GAZA CITY, Gaza Strip — Runners from around the world will convene next week in Bethlehem to take part in the 7th International Palestine Marathon.
The marathon, organized by the Supreme Council for Sport and Youth Affairs in cooperation with the Bethlehem municipality, will take place on March 22. It was officially recognized by the International Association of Athletics Federations in 2017 in what Palestinians considered a major achievement. It's another international win for Bethlehem, which was selected in in 2015 as the Capital of Arab Culture for 2020 by a UNESCO-affiliated committee of Arab Ministers of Culture in Qatar.
Ever since the first race in April 2013 brought together 213 Palestinians and 218 foreigners from 21 countries, the marathon has been a way to protest the checkpoints in the city, call for freedom of movement in the West Bank and draw attention to the Palestinian situation. This year’s marathon, with 7,000 runners expected, also aims to raise international awareness of the cultural heritage and political landscape of this historical city of Bethlehem, five miles south of Jerusalem.
The marathon will pass through the Aida and Dheisheh refugee camps in the city so runners can see how Palestinian refugees who migrated from their cities and villages from within Israel in 1948 are living.
The participants will run as far as Solomon's Pools at the village of Artas, 21 kilometers (13 miles) from Nativity Square before heading back. The pools, considered one of the oldest sites in Bethlehem, were constructed by King Solomon in 950 BCE and restored by Ottoman Sultan Suleiman the Magnificent in 1537.
The marathon is also an invitation to tourists to visit the region and see the historical and cultural mix between the Islamic and Christian historical landmarks, Bethlehem Mayor Anton Salman told Al-Monitor. For example, there is Grotto of Our Lady or Milk Grotto, located to the southeast of the Church of the Nativity, where a “drop of milk” of the Virgin Mary is said to have fallen on the floor of the cave and colored it white, and the Mosque of Omar Ibn al-Khattab, the oldest in the city, built by the second Islamic caliph Omar ibn al-Khattab when he visited in 637.
On March 21 and 22, there will be street performances such as popular dabkeh dances and traditional songs, as well as a concert at the Nativity Square in Bethlehem on the eve of the race and another traditional music concert in the same square after the marathon.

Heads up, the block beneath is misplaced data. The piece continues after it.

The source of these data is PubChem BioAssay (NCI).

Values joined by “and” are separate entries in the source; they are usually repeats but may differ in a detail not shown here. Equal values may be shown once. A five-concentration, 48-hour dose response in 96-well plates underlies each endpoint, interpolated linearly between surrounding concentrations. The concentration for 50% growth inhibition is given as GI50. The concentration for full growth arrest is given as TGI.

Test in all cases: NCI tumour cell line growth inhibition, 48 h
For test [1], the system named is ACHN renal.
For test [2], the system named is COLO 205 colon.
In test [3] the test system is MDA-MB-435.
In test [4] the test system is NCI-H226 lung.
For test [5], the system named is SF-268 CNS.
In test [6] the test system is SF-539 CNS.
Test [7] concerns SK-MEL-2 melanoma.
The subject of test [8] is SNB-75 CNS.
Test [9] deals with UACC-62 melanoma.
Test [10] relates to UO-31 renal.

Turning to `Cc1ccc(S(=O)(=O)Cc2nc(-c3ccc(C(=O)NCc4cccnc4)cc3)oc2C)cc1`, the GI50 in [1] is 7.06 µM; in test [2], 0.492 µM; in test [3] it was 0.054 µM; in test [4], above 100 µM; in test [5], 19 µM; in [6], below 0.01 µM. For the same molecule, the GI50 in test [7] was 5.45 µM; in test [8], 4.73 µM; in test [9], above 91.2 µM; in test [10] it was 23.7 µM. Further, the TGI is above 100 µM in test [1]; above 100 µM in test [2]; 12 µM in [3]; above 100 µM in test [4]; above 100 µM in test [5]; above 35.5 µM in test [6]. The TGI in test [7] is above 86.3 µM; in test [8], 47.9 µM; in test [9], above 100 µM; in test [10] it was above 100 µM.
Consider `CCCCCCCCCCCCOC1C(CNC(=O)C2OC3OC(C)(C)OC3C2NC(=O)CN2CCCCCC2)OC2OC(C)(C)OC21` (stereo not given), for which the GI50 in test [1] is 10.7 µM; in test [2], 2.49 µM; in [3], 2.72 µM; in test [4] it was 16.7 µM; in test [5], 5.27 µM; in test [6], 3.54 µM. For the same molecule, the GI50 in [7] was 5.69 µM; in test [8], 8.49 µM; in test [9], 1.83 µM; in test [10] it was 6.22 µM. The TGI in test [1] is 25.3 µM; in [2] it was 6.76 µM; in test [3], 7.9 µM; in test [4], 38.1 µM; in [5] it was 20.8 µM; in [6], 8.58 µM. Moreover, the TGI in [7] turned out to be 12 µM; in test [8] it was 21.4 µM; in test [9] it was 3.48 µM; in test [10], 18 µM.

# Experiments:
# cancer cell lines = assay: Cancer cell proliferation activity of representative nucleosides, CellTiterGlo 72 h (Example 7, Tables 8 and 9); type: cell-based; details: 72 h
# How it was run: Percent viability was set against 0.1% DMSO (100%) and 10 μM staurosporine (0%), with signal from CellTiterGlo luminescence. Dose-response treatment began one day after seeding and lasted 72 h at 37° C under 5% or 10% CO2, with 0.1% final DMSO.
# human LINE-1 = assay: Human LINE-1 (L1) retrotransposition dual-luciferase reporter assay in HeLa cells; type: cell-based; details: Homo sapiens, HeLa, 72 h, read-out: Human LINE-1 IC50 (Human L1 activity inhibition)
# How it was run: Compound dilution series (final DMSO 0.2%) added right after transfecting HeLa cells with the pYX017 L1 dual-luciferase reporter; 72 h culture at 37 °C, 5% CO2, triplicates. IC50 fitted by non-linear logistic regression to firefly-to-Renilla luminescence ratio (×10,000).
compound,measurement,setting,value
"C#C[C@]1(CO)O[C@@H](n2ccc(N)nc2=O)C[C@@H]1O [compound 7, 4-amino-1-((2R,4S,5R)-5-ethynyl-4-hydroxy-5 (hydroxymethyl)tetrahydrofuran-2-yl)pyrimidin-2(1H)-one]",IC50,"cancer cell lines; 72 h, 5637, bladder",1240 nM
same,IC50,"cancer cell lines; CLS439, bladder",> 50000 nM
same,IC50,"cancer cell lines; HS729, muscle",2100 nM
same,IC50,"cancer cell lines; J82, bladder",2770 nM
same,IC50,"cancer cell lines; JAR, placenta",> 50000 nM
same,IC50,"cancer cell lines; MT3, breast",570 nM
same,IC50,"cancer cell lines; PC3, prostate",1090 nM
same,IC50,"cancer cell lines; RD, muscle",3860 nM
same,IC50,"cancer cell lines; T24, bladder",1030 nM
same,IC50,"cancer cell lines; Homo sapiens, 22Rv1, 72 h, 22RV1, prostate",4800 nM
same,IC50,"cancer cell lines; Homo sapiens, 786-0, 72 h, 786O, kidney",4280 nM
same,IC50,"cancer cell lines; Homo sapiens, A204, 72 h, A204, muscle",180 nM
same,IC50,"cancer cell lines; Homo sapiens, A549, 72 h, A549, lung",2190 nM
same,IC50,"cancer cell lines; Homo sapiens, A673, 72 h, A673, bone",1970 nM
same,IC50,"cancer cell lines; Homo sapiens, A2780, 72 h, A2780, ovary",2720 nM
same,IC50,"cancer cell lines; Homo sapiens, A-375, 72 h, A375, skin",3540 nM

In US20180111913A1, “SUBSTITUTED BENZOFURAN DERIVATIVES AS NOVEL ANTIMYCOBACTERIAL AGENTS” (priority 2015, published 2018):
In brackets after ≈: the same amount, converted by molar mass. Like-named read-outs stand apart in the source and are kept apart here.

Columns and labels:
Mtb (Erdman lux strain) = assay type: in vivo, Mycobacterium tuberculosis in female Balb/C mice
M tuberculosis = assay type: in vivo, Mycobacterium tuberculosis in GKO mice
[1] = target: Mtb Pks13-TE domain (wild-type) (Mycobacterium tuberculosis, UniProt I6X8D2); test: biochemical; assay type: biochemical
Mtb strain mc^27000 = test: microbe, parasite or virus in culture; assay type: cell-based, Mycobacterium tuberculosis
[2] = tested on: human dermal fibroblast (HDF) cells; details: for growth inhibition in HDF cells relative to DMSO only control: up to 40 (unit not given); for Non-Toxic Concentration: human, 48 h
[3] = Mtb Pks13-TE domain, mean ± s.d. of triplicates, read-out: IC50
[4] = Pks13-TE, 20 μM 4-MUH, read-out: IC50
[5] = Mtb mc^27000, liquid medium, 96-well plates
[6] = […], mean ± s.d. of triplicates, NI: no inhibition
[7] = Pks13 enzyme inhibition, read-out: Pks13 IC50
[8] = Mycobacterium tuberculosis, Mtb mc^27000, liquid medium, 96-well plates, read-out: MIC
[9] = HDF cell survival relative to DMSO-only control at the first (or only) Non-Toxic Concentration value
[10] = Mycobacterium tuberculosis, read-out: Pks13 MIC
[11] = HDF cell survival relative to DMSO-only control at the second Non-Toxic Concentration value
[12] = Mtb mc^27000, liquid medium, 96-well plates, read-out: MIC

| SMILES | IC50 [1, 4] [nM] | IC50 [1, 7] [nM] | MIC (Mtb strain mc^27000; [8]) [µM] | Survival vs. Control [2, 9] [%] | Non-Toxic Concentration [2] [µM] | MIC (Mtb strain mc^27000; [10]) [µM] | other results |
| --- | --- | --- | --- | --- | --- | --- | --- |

Bethlehem Governor Kamel Hamid told Al-Monitor, “This sporting event and its cultural activities, such as the dabkeh performances and concerts, demonstrate the Palestinians’ sense of belonging to their land, architecture and the history of their presence on this land.”
He added, “Holding this marathon in Bethlehem, a holy city for all humanity since it is known as the cradle of Jesus Christ, who brought to the world a message of tolerance and peace, aims to draw the world’s attention to this place, which is now exposed to Israeli violations and attacks.”
Head of the Supreme Council for Sport and Youth Affairs Jibril Rajoub told the local press that the marathon aims to convey to the world the suffering of the Palestinian people under the Israeli occupation and restrictions on movement.
Rajoub explained that runners from 70 countries from around the world, including Britain, France, America, Brazil, Egypt and Jordan will take part in the marathon.
The participants may choose to take part in three major races: the 42-kilometer (26-mile) full marathon, the 21-kilometer (13-mile) half marathon and the 10-kilometer (6-mile) race.There is also a five-kilometer (three-mile) fun run.
The registration fee for the marathon is 70 shekels (about $20) and the price goes down as the races get shorter, director Etidal Abdel Ghani told Al-Monitor. Disabled people who want to participate in the 10-kilometer race can do so free of charge.
She said the council would give financial rewards worth $20,000 the winners of the three major races, to be divided equally between the top three male and the top three female winners of each race. Nearly half of registered runners are women.
Abdel Ghani explained that ever since the first marathon in 2013, the general objective has always been to defend freedom of movement for Palestinians in light of the restrictions Israel imposes inside the West Bank with barriers and checkpoints.
“The marathon will continue to carry the slogan of freedom of movement for Palestinians until we gain our freedom and independence from the Israeli occupation,” she said.
Hamid told Al-Monitor that Israel has erected many roadblocks inside Bethlehem, while 33 Israeli settlements built on over 18,000 dunums of land surround the governorate. The Israeli authorities also confiscated more than 283 dunums from the governorate to establish military bases there, he said.
Hamid pointed out that the wall extends 50 kilometers (31 miles) through the Bethlehem governorate, isolating over 160,000 dunums (39 acres) of land.